Launching three file-sharing related websites in over a month is quite an accomplishment for Czech Pirates but it does not mean that this will be the last we hear of them.
“We will back anyone with a similar project who asks for our support,” Ferjencik explains. He’s also sent an open invitation to The PirateBay to make use of Czech hosting if legal matters should force them to do so.
“We’ll also consider suing ourselves to get it to court before the Liberec case is over, but my flatmates are not in a mood for a police visit yet, so it will have to wait for a while,” Ferjencik adds.
Furthermore, along with the three Czech sites comes the Pirate Party Canada’s Travis McCrea’s site, Tormovies.org.
“We cannot lose this war,” says Ferjencik.
“In the unlikely case that the court ‘says linking is a crime’, the public uproar will get us into parliament. People hate it when they lose rights they already had, especially when they fought hard to obtain them.
People did not carry out the revolution in 1989 to see students paying millions of Euros for helping others to share information.”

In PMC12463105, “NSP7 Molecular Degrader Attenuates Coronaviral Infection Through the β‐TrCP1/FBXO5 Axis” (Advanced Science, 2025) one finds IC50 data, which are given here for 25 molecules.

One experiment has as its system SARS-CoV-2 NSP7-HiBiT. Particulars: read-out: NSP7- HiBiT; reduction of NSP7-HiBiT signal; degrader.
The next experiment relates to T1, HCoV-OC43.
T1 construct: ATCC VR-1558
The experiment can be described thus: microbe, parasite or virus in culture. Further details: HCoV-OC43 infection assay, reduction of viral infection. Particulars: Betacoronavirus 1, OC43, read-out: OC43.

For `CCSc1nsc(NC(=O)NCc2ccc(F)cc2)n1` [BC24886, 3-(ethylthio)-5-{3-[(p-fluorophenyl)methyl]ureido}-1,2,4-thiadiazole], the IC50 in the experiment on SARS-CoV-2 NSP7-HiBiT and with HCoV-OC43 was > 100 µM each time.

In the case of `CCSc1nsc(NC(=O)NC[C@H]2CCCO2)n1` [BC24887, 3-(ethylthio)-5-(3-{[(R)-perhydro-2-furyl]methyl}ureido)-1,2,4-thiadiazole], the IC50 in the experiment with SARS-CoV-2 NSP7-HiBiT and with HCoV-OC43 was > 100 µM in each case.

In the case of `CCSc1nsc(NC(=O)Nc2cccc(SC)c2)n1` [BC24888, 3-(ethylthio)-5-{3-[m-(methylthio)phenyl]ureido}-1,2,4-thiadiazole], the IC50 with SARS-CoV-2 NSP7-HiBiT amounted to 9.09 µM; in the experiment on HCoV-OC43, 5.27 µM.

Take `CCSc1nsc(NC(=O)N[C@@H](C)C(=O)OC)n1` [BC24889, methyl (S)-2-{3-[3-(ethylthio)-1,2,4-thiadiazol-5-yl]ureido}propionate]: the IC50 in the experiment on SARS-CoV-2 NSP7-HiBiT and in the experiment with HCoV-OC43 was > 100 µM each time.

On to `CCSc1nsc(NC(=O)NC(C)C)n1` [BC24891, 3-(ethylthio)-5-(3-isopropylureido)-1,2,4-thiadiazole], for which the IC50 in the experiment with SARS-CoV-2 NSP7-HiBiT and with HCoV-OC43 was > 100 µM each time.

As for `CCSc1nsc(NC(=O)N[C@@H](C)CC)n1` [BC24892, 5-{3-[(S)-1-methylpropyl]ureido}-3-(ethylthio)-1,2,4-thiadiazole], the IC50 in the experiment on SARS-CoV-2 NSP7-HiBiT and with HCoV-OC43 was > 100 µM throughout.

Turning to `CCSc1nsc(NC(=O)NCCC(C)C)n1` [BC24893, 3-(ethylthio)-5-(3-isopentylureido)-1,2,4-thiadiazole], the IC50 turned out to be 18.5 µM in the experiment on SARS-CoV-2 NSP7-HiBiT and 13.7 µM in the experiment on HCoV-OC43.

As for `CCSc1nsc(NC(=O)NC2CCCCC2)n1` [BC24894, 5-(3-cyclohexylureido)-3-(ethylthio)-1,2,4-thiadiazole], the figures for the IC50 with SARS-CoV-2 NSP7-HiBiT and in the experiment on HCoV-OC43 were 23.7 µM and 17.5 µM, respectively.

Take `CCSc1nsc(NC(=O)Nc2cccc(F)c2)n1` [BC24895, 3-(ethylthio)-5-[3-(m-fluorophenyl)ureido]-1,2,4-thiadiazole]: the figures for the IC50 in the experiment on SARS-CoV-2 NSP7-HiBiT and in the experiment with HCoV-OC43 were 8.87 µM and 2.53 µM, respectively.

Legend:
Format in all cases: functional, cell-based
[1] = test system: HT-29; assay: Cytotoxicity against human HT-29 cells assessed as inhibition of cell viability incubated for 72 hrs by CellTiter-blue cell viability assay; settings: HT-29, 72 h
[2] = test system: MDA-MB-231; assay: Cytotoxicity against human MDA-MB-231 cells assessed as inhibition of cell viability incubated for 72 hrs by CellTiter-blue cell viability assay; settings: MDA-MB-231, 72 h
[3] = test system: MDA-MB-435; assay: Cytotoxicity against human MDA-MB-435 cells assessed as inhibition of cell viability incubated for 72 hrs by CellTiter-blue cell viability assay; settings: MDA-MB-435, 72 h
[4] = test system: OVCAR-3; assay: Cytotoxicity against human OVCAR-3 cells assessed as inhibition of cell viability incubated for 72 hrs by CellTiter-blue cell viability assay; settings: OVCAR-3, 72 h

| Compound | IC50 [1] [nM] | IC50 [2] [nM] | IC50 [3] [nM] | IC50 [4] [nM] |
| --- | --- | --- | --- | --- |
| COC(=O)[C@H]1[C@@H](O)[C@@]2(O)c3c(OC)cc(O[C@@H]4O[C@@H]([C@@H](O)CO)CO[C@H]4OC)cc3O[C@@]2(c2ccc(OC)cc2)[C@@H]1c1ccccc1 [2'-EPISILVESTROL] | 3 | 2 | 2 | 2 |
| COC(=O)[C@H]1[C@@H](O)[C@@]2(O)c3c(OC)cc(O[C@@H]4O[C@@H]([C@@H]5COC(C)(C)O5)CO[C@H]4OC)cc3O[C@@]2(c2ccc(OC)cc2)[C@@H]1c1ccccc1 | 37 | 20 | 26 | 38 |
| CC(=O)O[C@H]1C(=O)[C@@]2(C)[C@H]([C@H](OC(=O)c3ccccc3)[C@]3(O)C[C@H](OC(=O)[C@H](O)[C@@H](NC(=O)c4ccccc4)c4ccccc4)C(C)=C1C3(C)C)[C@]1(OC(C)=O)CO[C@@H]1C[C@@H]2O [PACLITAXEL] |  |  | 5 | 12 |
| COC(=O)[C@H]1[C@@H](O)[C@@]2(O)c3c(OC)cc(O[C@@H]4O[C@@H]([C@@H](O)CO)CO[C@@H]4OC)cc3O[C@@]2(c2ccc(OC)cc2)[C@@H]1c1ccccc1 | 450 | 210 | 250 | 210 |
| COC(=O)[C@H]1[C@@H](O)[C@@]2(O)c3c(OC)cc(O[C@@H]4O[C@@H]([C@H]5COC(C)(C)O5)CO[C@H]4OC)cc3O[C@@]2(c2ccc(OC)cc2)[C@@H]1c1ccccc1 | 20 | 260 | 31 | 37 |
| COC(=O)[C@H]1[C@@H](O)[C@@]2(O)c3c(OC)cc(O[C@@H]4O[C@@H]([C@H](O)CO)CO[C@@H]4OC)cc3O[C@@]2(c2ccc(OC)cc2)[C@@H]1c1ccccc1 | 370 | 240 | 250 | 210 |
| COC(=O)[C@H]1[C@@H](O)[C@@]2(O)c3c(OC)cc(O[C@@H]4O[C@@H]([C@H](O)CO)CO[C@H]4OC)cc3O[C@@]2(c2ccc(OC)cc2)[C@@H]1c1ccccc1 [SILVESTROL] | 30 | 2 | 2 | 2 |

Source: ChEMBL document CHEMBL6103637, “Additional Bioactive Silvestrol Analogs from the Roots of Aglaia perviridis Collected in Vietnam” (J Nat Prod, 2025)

Sweden and file-sharing have appeared in the same sentence almost…religiously due to, of course, The Pirate Bay, then the Pirate Party, and mostly, due to issues brought about by the two.
Back in April Sweden saw a new challenge in this direction – that of a new religion emerging – Kopimism. The one who had the initiative to turn file-sharing into a religion was 19-year-old Swedish philosophy student Isaac Gerson.
But now the sacredness of sharing files has been categorically refuted by Swedish officials. The Swedish Legal, Financial and Administrative Services Agency said no to the attempt of the Pirate Party of Uppsala to register the copying and spreading of information as a religious faith. UPI reports:
Apparently, the principles, motifs and belief system stated by The Missionary Church of Kopimism on its website did not manage to persuade authorities:
A religion is a belief system with rituals.
The missionary kopimistsamfundet is a religious group centered in Sweden who believe that copying and the sharing of information is the best and most beautiful that is. To have your information copied is a token of appreciation, that someone think you have done something good.
* All knowledge to all
* The search for knowledge is sacred
* The circulation of knowledge is sacred
* The act of copying is sacred.
All people should have access to all information produced. A gigantic Boosting Knowledge for humanity.